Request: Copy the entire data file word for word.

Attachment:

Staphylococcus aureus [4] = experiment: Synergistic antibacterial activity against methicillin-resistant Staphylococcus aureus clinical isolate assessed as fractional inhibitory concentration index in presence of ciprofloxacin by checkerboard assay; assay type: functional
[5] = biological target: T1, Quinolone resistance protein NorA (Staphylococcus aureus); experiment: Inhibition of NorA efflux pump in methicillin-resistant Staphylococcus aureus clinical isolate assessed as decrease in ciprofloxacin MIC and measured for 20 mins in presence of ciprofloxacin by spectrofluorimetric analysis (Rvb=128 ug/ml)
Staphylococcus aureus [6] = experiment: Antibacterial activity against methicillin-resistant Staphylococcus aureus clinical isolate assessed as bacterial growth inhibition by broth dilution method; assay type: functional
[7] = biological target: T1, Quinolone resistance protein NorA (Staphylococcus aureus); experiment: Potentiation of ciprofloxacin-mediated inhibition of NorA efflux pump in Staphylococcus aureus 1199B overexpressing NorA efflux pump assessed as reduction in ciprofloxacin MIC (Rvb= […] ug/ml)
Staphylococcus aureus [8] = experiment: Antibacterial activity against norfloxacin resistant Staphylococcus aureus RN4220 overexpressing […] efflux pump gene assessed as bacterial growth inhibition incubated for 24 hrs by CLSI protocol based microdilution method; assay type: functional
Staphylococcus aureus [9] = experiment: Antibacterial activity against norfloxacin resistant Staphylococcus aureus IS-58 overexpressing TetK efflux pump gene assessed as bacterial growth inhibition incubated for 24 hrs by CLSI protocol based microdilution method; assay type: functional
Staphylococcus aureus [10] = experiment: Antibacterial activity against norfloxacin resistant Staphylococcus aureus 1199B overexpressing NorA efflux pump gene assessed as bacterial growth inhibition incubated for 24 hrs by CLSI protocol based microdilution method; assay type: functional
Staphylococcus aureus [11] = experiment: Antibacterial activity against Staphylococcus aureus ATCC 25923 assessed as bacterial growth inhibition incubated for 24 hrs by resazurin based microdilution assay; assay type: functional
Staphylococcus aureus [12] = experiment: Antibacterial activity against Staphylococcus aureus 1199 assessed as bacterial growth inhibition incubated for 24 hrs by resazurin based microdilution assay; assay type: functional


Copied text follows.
Staphylococcus aureus [4] = experiment: Synergistic antibacterial activity against methicillin-resistant Staphylococcus aureus clinical isolate assessed as fractional inhibitory concentration index in presence of ciprofloxacin by checkerboard assay; assay type: functional
[5] = biological target: T1, Quinolone resistance protein NorA (Staphylococcus aureus); experiment: Inhibition of NorA efflux pump in methicillin-resistant Staphylococcus aureus clinical isolate assessed as decrease in ciprofloxacin MIC and measured for 20 mins in presence of ciprofloxacin by spectrofluorimetric analysis (Rvb=128 ug/ml)
Staphylococcus aureus [6] = experiment: Antibacterial activity against methicillin-resistant Staphylococcus aureus clinical isolate assessed as bacterial growth inhibition by broth dilution method; assay type: functional
[7] = biological target: T1, Quinolone resistance protein NorA (Staphylococcus aureus); experiment: Potentiation of ciprofloxacin-mediated inhibition of NorA efflux pump in Staphylococcus aureus 1199B overexpressing NorA efflux pump assessed as reduction in ciprofloxacin MIC (Rvb= […] ug/ml)
Staphylococcus aureus [8] = experiment: Antibacterial activity against norfloxacin resistant Staphylococcus aureus RN4220 overexpressing […] efflux pump gene assessed as bacterial growth inhibition incubated for 24 hrs by CLSI protocol based microdilution method; assay type: functional
Staphylococcus aureus [9] = experiment: Antibacterial activity against norfloxacin resistant Staphylococcus aureus IS-58 overexpressing TetK efflux pump gene assessed as bacterial growth inhibition incubated for 24 hrs by CLSI protocol based microdilution method; assay type: functional
Staphylococcus aureus [10] = experiment: Antibacterial activity against norfloxacin resistant Staphylococcus aureus 1199B overexpressing NorA efflux pump gene assessed as bacterial growth inhibition incubated for 24 hrs by CLSI protocol based microdilution method; assay type: functional
Staphylococcus aureus [11] = experiment: Antibacterial activity against Staphylococcus aureus ATCC 25923 assessed as bacterial growth inhibition incubated for 24 hrs by resazurin based microdilution assay; assay type: functional
Staphylococcus aureus [12] = experiment: Antibacterial activity against Staphylococcus aureus 1199 assessed as bacterial growth inhibition incubated for 24 hrs by resazurin based microdilution assay; assay type: functional